HD Tune is a Hard Disk Utility with many functions from error checking, health testing (S.M.A.R.T.), and of course benchmarking. To build upon our real world write test we also looked to see where the write speeds leveled off to by using HD Tune Pro. If SLC caching is being utilized, this test will typically show it.
Finally, taking a look at how it performs under HDTune’s full write test, we can see that there is most definitely an SLC cache being used. After a few GB of data, the write performance drops down to about 150MB/s for the majority of the test, just like the Intel 600P.
REPORT ANALYSIS AND FINAL THOUGHTS
In today’s rounds of testing the ADATA XPG Gammix S10 performed as promised. It delivered sequential read and write speeds of up to 1830MB/s and 860MB/s, respectively, and also exceeded it’s random IOPS ratings of 130K/140K IOPS read/write in our 4 corners testing. We saw that during extended write workloads that the ADATA XPG Gammix S10’s write performance can degrade, just like the Intel 600P’s does. During our 30GB transfer, it averaged just under 340MB/s write and in HDTune it averaged about 150MB/s once the SLC cache ran out.
Furthermore, during a standard run of PCMark 8’s storage benchmark, the ADATA XPG Gammix S10 delivered a score of 5025 points and averaged 351MB/s bandwidth, making it better than the Intel 600P, but not by much. During the extended run, it, again, delivered better performance than the Intel 600P, especially under the degrade and steady state phases, but overall, its performance is lower than most other NVMe SSDs.
Finally, when looking at the Gammix S10’s power consumption we can see that because of its slower write speed after the SLC cache fills, it ranks in at second to last place in terms of write efficiency. Idle power consumption is better than most other NVMe SSDs we tested, but improvements could be made.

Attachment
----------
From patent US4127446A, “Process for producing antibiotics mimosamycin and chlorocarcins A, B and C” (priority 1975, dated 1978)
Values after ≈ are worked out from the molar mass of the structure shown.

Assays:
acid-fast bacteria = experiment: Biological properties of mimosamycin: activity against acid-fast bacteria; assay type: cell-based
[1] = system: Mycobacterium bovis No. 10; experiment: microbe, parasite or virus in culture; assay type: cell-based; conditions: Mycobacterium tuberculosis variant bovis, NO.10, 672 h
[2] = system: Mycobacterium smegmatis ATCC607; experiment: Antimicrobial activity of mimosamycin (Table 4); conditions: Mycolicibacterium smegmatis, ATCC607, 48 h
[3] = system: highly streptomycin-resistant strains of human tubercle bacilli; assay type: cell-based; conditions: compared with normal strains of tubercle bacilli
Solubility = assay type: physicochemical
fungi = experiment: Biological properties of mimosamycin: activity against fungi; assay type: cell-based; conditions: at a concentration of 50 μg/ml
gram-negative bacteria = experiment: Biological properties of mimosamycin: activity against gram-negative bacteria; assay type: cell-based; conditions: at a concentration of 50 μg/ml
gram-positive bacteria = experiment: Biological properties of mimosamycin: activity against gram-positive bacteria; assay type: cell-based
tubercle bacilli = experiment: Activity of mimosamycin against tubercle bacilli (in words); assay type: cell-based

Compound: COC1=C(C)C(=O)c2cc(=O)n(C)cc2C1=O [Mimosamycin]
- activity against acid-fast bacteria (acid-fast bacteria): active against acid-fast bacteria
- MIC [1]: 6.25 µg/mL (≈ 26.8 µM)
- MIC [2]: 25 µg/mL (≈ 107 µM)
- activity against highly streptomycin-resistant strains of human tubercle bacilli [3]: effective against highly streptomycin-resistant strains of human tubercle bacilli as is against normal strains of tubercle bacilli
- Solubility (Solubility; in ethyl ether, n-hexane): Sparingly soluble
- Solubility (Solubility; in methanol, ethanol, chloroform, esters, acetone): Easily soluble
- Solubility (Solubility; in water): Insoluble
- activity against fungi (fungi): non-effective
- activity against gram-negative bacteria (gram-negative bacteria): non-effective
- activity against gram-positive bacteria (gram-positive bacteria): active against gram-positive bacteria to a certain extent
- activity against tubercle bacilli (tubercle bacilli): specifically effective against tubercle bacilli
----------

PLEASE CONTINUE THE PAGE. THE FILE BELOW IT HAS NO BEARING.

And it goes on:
In the beginning of the review, we set to see out validation on a statement made by ADATA about the XPG Gammix S10. They said that it was “built for professionals.” But, is this really the case? We think after looking through the data we can finally come to a conclusion on that. In our opinion, it is not.
It seems to us that while the XPG Gammix S10 was able to outperform the Intel 600P, it was still just barely faster than Samsung’s 3-year-old 850 EVO SATA SSD. With performance results that are within throwing distance of what high-end SATA SSDs are capable of, it looks like the XPG Gammix S10 will have to bank on overall value to win customers over.
Luckily for ADATA, this shouldn’t be hard going by the fact that the Gammix S10’s incredibly low street price of $164.99 for the 512GB model marks it well below any of its direct competition. Also, it’s only $15 more than the Samsung 850 EVO 500GB and is capable of outperforming it during most light workloads and can dish out reads at up to 1.8GB/s. On top of that, you don’t need any SATA data and power cables for it like you do with a normal 2.5″ SSD and it looks very stylish with its red and black heatsink. And let’s not forget that ADATA backs this SSD with a 5-year warranty, gives you access to Acronis True Image for cloning, and there is an SSD toolbox to play with too!
Now the real question is, is this SSD is worth your buck at the end of the day? While we don’t feel that it is an ideal candidate for professionals, we feel that it is more than adequate for most gamers, overclockers, and entry-level media creators. Sure, it is not the fastest NVMe SSD out, but for the price, it should sway quite a few of those in the market away from SATA based SSDs. The ADATA XPG Gammix S10 will also give you a bit more bang for your buck than the Intel 600P and it will definitely look better doing it too. It’s a great value entry-level M.2 NVMe SSD.
If you are interested in making this your next purchase, be sure to…